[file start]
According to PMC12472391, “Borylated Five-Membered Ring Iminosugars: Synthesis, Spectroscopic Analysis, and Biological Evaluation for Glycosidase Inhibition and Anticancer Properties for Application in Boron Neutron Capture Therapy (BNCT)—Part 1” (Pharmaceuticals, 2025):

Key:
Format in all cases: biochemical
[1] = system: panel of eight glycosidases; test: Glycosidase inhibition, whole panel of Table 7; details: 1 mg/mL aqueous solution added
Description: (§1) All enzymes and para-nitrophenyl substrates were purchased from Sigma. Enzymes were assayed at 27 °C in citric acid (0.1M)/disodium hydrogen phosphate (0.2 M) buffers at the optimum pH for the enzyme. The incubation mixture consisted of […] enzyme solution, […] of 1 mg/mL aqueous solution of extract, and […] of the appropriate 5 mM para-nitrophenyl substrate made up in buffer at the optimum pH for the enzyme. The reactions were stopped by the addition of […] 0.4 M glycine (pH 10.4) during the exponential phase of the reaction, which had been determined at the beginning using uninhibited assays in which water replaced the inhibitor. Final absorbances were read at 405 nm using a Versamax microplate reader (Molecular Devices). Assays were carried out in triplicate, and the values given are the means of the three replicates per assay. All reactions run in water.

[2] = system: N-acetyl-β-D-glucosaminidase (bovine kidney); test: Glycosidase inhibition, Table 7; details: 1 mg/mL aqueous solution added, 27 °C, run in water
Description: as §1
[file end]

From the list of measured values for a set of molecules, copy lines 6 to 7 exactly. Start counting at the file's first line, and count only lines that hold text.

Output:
[2] = system: N-acetyl-β-D-glucosaminidase (bovine kidney); test: Glycosidase inhibition, Table 7; details: 1 mg/mL aqueous solution added, 27 °C, run in water
Description: as §1